- Sandra Dutton, artist and children's author
- Marc Edwards, NFL fullback for the San Francisco 49ers, Cleveland Browns and Super Bowl XXXVI champion New England Patriots
- Henry Farny, French-born painter and illustrator, known for his work depicting Native American life. First artist hired by the Rookwood Pottery Company
- Ed Jucker, Head coach of University of Cincinnati NCAA basketball championships in 1961 and 1962 and head coach for the Cincinnati Royals professional basketball team
- Dorothy Kamenshek. professional baseball player for the Rockford Peaches, member of the A.A.G.P.B.L., inspiration for character in the movie A League Of Their Own
- Carl Lindner, Jr., businessman listed by Forbes Magazine as one of the 400 richest people in America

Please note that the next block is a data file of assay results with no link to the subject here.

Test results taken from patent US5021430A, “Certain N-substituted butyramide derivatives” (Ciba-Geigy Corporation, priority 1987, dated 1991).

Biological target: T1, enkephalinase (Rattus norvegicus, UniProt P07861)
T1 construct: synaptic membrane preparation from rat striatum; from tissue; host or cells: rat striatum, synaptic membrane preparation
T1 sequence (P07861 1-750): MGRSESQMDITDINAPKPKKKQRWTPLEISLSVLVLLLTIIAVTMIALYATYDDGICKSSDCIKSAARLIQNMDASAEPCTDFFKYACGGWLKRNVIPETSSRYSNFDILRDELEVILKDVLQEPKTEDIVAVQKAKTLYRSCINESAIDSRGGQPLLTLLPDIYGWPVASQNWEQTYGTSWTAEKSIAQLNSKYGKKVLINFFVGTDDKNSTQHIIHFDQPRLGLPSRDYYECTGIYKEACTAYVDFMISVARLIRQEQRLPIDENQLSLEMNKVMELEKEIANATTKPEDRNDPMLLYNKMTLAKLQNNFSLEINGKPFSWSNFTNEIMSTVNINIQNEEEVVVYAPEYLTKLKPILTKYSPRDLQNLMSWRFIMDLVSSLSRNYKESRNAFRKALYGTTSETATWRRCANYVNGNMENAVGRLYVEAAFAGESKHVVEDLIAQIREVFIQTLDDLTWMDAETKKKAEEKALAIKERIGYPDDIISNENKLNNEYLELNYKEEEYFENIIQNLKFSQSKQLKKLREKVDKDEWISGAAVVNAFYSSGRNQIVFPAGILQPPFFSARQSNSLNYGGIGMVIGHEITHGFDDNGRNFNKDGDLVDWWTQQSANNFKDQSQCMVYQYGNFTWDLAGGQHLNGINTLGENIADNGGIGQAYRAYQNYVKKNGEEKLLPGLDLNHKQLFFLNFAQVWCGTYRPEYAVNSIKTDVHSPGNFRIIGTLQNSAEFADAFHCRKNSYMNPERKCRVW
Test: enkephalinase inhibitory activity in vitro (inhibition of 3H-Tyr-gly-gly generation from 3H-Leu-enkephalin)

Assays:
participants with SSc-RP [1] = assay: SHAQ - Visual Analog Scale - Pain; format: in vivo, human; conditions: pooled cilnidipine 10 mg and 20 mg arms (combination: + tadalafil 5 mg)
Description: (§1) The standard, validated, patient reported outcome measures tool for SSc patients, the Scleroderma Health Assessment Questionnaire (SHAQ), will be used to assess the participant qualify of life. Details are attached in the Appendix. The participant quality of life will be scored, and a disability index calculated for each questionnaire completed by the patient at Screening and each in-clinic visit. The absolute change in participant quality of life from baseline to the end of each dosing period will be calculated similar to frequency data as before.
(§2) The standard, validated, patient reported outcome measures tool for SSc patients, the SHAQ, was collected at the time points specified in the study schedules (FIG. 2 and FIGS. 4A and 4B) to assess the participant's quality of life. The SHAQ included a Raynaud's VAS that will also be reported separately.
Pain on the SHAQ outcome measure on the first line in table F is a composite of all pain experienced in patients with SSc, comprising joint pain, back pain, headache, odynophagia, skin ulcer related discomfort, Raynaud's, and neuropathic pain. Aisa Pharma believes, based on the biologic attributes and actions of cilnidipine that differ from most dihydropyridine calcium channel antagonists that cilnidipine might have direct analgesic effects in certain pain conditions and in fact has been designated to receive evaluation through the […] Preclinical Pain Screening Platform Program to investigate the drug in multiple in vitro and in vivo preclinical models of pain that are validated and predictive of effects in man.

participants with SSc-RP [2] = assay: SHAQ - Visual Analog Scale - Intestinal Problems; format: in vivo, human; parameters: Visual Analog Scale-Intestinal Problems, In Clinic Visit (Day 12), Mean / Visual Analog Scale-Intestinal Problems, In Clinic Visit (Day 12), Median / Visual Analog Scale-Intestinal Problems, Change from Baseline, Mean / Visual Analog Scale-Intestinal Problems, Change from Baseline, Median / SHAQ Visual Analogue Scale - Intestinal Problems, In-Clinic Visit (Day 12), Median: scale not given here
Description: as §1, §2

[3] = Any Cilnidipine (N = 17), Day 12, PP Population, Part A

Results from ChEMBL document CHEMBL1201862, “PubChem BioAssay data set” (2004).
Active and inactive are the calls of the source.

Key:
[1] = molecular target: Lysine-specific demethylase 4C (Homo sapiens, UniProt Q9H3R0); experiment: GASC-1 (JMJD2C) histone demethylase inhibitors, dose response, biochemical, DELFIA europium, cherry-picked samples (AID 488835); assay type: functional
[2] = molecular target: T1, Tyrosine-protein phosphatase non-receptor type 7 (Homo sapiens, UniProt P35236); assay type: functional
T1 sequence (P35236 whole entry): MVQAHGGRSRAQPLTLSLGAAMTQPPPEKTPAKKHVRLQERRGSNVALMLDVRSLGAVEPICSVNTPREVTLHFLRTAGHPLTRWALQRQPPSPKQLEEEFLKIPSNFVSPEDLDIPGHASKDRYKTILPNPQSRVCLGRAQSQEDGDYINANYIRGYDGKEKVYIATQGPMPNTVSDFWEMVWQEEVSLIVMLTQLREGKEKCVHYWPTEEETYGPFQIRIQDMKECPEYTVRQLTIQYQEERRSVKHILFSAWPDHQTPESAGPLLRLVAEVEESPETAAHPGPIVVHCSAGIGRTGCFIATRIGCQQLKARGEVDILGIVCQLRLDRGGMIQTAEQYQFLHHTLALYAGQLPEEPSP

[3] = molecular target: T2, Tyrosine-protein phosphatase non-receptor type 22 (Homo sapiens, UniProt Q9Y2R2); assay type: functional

- John Uri Lloyd, pharmacist, scientist, and twice president of the American Pharmaceutical Association, one of the pioneers in the modern use of plant extracts in medicine
- Tim Lucas, novelist and film critic (got his start as film critic and cartoonist for Norwood High School's newspaper The Mirror)
- Jack Mullaney, actor (Little Big Man, It's About Time), NBC television series "Ensign O'Toole" and the motion picture "South Pacific"
- Jody Payne, musician, long-time guitarist of Willie Nelson, 1954 graduate of Norwood High School.
- Dr. Norman Vincent Peale, Protestant preacher and author of The Power of Positive Thinking
- Diane Pfister, artist and art lecturer
- Brian Pillman, professional football player with the NFL Cincinnati Bengals and WWE professional wrestler
- Joseph Ralston, former Vice Chairman of the Joint Chiefs of Staff
- Louis Rebisso, Italian sculptor known for statues of General Grant in Lincoln Park, Chicago and Benjamin Harrison in Piatt Park, Cincinnati
- Janice Rule, film, stage, and television actress 3 Women
- Amanda Tepe, actress who has appeared on The Wizards of Waverly Place, General Hospital, and in Rob Zombie's Halloween
- Turtle, member of the Half Pint Brawlers
- Vera-Ellen, actress White Christmas
- Brian Werner, wildlife conservationist and founder of the Tiger Missing Link Foundation